I see the situation, as a social anthropologist by training, as a very good thing, provided that there is understanding between a man like Dr. Treurnicht and myself. If a bridge can be built on two strong pillars across a rather wide spectrum, it may in that way effect renewal and reform and solve problems.

Q: Do you see any irony in the fact that it was you, a past research officer in Bantu Affairs on the staff of Dr. Verwoerd, father of apartheid, who was to make the rather sensational "apartheid is dead" statement in the United States?

A: (Laughter)...Yes...I don't think there is so much irony in it, but if one has grown up with this old concept over a period of thirty years, then it is certainly very interesting indeed. I was appointed immediately after my return from Oxford as a personal research officer for Verwoerd. I think this is indicative of something which is overlooked in the world at this moment and that is the tremendous constitutional process that's been going on for more than a quarter of a century in this country.

Real chances and opportunities from the top level down have been created. That's the reason why we, pole cat of the world, have avoided the bloody revolution despite the fact that the whole of Africa was in a period of revolution.

As you have in the States or as other plural societies like Switzerland, we've got the same basic things, namely, good strong local government for all the different types of people in this country. Then we have got a very good regional government. The whites have got the provincial government. The simple fact of the matter is that the black states' government, from whichever point of view you look at it, is at least very good regional government. Kwazulu has got a very good administrative government, very good from the point of view of law and order and from any possible point of view. They are good types of government, and anybody must be stupid to think that you can ignore that in this constitutional process. So you've got the trimmings and the makings of a very sound foundation for a very exciting further constitutional development.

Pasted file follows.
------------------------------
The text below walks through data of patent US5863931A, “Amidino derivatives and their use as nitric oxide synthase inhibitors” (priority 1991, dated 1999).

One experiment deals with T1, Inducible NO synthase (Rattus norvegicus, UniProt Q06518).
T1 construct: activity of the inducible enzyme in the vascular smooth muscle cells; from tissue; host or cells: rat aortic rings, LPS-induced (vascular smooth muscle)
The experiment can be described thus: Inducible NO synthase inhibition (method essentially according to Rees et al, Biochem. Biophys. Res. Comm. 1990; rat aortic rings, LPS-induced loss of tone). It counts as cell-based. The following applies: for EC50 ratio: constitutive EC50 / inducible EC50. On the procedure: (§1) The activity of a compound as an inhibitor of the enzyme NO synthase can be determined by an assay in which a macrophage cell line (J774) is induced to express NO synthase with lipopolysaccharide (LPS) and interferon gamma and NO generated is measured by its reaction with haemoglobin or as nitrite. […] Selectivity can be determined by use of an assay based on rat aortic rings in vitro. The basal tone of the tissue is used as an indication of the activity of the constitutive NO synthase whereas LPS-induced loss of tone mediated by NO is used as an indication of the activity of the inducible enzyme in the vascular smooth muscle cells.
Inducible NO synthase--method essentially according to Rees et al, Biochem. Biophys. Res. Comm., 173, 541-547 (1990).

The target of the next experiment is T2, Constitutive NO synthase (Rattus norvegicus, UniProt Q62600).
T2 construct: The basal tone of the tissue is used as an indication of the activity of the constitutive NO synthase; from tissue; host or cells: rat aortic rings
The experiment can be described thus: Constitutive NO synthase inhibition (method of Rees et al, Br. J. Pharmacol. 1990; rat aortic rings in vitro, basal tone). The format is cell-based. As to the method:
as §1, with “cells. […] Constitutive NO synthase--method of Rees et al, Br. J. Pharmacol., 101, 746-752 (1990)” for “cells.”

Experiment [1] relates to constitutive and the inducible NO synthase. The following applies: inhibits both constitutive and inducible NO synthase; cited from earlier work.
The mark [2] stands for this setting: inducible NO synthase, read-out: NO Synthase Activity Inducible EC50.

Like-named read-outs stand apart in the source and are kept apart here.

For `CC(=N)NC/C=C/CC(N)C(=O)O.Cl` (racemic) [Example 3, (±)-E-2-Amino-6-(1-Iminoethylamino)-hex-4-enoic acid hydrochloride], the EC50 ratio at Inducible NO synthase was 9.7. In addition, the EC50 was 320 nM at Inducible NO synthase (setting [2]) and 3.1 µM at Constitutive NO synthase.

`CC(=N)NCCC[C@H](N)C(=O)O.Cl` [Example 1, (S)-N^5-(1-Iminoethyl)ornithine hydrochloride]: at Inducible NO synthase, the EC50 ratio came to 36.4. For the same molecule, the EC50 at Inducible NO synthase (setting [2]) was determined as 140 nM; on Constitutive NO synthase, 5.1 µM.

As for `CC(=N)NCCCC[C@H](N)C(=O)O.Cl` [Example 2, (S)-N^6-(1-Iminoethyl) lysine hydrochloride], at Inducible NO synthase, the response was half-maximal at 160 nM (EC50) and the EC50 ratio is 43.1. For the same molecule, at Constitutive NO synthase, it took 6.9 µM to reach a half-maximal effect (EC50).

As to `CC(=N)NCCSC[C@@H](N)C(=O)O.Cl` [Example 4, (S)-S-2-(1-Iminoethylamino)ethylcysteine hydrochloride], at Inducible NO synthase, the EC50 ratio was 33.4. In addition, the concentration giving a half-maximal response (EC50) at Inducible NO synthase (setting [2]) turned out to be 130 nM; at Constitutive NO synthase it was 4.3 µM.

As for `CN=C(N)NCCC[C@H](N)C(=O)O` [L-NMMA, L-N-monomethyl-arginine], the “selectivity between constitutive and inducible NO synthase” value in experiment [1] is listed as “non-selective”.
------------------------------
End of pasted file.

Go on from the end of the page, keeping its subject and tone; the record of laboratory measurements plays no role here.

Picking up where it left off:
I tend to be optimistic in my outlook. I believe in Norman Peel's power of positive thinking, and so maybe I could be accused of being too optimistic. I think that we will show the world a very fine system of plural government in this part of the world.

Q: Do you see a possibility of an end to the legal separation of the races?

A: I think there are a few things which the white people place quite a premium on. The first thing is the strong belief in a mother tongue education. Therefore they strongly believe it's in the interests of the child, be they white, black, coloured, or indian, that the children be educated through their mother tongue. In practice that means that each goes to his different school. So the schools issue is a sensitive thing although you have got mixed private schools and it came across with not too many hitches. It's a sensitive and emotional area.

The second thing is the question of townships. The concerns are for devaluation of properties, variations in properties in going with different things and different setups and so on and so forth. At this moment in time I would think they put a high premium on the way they live. Their day to day life must be in a way which they prefer it to be.